The cost of creativity: Spotify can get expensive for musicians

Morgan Knox, Contributing Writer

Many Americans are willing to spend $5 a day on coffee, a caffeinated fix only to be enjoyed for a moment, while many individuals hesitate to pay $1.29 for a song that can last a lifetime.

Because of technology, smartphones and music streaming websites, almost anyone can have millions of songs streaming on demand for free.

The only cost is to listen to the occasional ad, but what is the cost for the artist who produced those songs?

“Streaming websites are great for publicity, marketing and generating a fan base because it is free for the listener,” said Joshua Warren, drummer for the Oklahoma City band Cavern Company. “However people need to be aware that 0.0056 of a cent per play is not enough money to sustain a multiperson band.”

To produce a song a band must first purchase their musical equipment, spend hours practicing, pay for time in a recording studio, send the song for professional mastering and cover art and pay for digital distribution. The fees quickly add up and by the time a single is released an artist may have spent roughly $1,000.

“Payback is the biggest cost,” said OBU graduate and lead guitarist Kolby Yarbrough from the Oklahoma City band Cavern Company. “We spend hours upon hours perfecting each song and spend roughly $1,000 per song to get it recorded, mixed and produced,” he said. “We released our song ‘Dancing in the Dark’ on music listening outlets and have made little to nothing in return.”

Streaming websites and apps have given musicians more platforms to have their music heard, but more money is going to the website than the artist.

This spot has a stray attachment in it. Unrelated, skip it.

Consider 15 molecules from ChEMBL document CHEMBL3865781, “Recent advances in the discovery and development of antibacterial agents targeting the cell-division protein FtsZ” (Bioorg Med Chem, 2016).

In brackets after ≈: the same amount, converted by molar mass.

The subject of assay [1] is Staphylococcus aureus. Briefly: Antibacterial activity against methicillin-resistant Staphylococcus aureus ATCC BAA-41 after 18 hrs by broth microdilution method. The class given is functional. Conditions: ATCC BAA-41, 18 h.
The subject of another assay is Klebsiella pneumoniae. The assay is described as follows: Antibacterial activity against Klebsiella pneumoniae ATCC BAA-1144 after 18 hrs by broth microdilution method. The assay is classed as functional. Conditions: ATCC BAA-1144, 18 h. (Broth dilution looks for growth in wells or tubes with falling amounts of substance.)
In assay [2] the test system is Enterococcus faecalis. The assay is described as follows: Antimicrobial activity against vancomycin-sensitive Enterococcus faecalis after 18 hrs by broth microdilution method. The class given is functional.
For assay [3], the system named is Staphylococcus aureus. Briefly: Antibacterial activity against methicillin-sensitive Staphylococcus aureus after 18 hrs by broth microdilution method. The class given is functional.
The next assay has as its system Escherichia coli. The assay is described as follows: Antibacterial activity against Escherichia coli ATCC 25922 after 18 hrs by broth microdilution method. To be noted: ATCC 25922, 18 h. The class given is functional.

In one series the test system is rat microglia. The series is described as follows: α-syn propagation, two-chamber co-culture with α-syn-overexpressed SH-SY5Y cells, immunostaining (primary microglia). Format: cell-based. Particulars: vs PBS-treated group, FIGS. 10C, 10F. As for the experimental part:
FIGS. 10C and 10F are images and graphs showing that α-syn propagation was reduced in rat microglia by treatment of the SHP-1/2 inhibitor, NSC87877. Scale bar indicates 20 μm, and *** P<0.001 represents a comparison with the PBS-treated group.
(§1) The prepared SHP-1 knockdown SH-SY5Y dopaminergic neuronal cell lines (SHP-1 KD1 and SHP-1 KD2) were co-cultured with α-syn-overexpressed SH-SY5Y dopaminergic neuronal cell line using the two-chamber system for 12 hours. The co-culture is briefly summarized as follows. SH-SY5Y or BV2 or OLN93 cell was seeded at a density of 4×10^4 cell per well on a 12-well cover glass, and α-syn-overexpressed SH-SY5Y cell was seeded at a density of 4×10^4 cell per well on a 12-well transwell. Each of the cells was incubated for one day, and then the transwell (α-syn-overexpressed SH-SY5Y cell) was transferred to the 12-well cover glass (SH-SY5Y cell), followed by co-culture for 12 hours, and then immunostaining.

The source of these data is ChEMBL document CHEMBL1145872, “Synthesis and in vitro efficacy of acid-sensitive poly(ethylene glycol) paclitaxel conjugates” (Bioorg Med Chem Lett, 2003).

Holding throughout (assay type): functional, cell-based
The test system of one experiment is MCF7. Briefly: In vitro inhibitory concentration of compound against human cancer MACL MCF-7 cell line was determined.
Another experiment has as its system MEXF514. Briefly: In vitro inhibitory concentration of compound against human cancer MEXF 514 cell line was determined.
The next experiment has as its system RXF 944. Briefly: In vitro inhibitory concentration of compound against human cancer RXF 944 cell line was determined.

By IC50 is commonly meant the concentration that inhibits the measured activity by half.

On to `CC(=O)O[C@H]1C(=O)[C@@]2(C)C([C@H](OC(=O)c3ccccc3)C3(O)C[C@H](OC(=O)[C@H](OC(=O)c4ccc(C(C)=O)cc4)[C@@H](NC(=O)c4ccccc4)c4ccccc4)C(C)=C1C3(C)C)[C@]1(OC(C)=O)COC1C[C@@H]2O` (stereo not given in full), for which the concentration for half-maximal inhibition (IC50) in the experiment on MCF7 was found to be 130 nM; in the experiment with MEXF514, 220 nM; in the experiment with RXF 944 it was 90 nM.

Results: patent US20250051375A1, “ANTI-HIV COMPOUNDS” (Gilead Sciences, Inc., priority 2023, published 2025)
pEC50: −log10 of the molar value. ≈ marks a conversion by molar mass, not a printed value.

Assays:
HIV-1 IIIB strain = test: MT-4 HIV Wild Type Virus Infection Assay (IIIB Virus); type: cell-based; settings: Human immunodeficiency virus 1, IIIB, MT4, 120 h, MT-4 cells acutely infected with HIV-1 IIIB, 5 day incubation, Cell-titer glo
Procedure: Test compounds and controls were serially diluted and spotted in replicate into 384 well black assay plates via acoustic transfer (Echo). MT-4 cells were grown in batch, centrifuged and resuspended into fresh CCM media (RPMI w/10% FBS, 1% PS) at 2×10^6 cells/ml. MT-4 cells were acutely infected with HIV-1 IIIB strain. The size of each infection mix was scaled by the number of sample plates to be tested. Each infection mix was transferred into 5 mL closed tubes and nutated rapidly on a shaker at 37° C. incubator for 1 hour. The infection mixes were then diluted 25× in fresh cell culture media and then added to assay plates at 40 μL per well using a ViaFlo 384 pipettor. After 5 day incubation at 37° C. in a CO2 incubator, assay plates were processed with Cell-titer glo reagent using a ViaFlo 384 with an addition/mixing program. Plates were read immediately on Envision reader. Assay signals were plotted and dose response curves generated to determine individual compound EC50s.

“We have to pay for digital distribution of our music,” said Zach Shomaker, lead vocalist and guitarist of Cavern Company. 

“Our single has been streamed 267 times on Spotify and has made $1.19, which is the same if it was purchased twice through iTunes.”

The shift to streaming has devalued the hard work of all musicians. In 2014 Taylor Swift removed her music from Spotify and low-royalty streaming services to preserve the value of her work. Loyal fans continued to buy her albums, merchandise and concert tickets without her music being offered for free.

“Fans can go directly to the artist though their websites and purchase music, concert tickets, vinyls and merchandise to support their work,” Yarbrough said. “Because of streaming services artists must charge more money for concert tickets and merchandise to cover the cost.”

The music industry has evolved where convenience and streaming rules.

In the past music fans had no choice but to physically purchase music through vinyl records, tapes and CDs.

There was no option to pick and choose singles when purchasing albums from favorite artists.

“Art is important, and music is art,” Warren said.

“People need to understand the streaming websites do not pay bands and artists their due.”

To make a living one must make a profit, but it is especially hard for musicians or bands trying to be successful in the music industry. Thousands of dollars spent on equipment, hours of work and layers of expenses leave many groups struggling to continue creating music.

So much money is flowing out, and not much profit is going back to the musicians that create the music that is streamed.

“The music industry is dying,” Shomaker said.

“The artists that are present may not be there soon. All the people in the middle and those undiscovered don’t have the support they need to sustain themselves,” he said.

“People need to recognize the convenience of listening for free comes with a cost.”

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